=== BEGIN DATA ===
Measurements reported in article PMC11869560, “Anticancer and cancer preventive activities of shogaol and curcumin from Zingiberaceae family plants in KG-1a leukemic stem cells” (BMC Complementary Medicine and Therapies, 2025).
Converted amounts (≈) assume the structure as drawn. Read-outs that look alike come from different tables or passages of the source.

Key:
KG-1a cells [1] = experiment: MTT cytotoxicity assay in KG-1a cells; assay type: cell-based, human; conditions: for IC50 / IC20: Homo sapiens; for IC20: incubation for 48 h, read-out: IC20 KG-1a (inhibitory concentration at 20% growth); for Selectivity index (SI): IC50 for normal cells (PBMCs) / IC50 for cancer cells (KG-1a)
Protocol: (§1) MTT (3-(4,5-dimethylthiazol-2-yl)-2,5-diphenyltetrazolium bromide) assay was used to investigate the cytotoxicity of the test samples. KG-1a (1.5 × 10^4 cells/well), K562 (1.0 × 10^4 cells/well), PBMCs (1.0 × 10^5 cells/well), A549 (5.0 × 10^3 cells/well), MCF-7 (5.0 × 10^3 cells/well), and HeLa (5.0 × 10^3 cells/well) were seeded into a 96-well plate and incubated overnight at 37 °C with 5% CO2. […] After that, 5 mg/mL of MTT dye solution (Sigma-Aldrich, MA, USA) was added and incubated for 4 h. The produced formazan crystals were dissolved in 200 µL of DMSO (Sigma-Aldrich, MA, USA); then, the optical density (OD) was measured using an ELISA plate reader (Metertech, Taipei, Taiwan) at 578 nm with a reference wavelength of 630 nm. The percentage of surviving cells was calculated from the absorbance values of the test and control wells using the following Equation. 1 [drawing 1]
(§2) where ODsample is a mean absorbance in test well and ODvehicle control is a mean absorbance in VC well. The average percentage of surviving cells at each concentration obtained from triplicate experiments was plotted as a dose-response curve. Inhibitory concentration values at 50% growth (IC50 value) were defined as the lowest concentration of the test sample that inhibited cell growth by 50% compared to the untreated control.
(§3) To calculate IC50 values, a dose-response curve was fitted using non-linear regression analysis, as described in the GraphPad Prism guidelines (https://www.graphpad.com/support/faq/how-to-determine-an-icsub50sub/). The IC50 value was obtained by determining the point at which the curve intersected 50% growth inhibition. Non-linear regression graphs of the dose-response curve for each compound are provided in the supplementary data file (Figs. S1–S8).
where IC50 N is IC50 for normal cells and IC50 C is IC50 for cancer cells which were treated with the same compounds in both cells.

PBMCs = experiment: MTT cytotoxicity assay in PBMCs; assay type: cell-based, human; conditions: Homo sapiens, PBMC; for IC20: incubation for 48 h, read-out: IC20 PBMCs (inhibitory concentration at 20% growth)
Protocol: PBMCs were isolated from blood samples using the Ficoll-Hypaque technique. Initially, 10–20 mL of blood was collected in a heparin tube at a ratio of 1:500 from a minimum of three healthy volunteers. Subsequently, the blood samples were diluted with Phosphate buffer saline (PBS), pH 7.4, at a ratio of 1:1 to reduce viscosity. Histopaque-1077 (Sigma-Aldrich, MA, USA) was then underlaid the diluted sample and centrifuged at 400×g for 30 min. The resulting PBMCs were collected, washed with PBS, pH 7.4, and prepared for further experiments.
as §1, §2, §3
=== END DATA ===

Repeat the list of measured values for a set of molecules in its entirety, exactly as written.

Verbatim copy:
Measurements reported in article PMC11869560, “Anticancer and cancer preventive activities of shogaol and curcumin from Zingiberaceae family plants in KG-1a leukemic stem cells” (BMC Complementary Medicine and Therapies, 2025).
Converted amounts (≈) assume the structure as drawn. Read-outs that look alike come from different tables or passages of the source.

Key:
KG-1a cells [1] = experiment: MTT cytotoxicity assay in KG-1a cells; assay type: cell-based, human; conditions: for IC50 / IC20: Homo sapiens; for IC20: incubation for 48 h, read-out: IC20 KG-1a (inhibitory concentration at 20% growth); for Selectivity index (SI): IC50 for normal cells (PBMCs) / IC50 for cancer cells (KG-1a)
Protocol: (§1) MTT (3-(4,5-dimethylthiazol-2-yl)-2,5-diphenyltetrazolium bromide) assay was used to investigate the cytotoxicity of the test samples. KG-1a (1.5 × 10^4 cells/well), K562 (1.0 × 10^4 cells/well), PBMCs (1.0 × 10^5 cells/well), A549 (5.0 × 10^3 cells/well), MCF-7 (5.0 × 10^3 cells/well), and HeLa (5.0 × 10^3 cells/well) were seeded into a 96-well plate and incubated overnight at 37 °C with 5% CO2. […] After that, 5 mg/mL of MTT dye solution (Sigma-Aldrich, MA, USA) was added and incubated for 4 h. The produced formazan crystals were dissolved in 200 µL of DMSO (Sigma-Aldrich, MA, USA); then, the optical density (OD) was measured using an ELISA plate reader (Metertech, Taipei, Taiwan) at 578 nm with a reference wavelength of 630 nm. The percentage of surviving cells was calculated from the absorbance values of the test and control wells using the following Equation. 1 [drawing 1]
(§2) where ODsample is a mean absorbance in test well and ODvehicle control is a mean absorbance in VC well. The average percentage of surviving cells at each concentration obtained from triplicate experiments was plotted as a dose-response curve. Inhibitory concentration values at 50% growth (IC50 value) were defined as the lowest concentration of the test sample that inhibited cell growth by 50% compared to the untreated control.
(§3) To calculate IC50 values, a dose-response curve was fitted using non-linear regression analysis, as described in the GraphPad Prism guidelines (https://www.graphpad.com/support/faq/how-to-determine-an-icsub50sub/). The IC50 value was obtained by determining the point at which the curve intersected 50% growth inhibition. Non-linear regression graphs of the dose-response curve for each compound are provided in the supplementary data file (Figs. S1–S8).
where IC50 N is IC50 for normal cells and IC50 C is IC50 for cancer cells which were treated with the same compounds in both cells.

PBMCs = experiment: MTT cytotoxicity assay in PBMCs; assay type: cell-based, human; conditions: Homo sapiens, PBMC; for IC20: incubation for 48 h, read-out: IC20 PBMCs (inhibitory concentration at 20% growth)
Protocol: PBMCs were isolated from blood samples using the Ficoll-Hypaque technique. Initially, 10–20 mL of blood was collected in a heparin tube at a ratio of 1:500 from a minimum of three healthy volunteers. Subsequently, the blood samples were diluted with Phosphate buffer saline (PBS), pH 7.4, at a ratio of 1:1 to reduce viscosity. Histopaque-1077 (Sigma-Aldrich, MA, USA) was then underlaid the diluted sample and centrifuged at 400×g for 30 min. The resulting PBMCs were collected, washed with PBS, pH 7.4, and prepared for further experiments.
as §1, §2, §3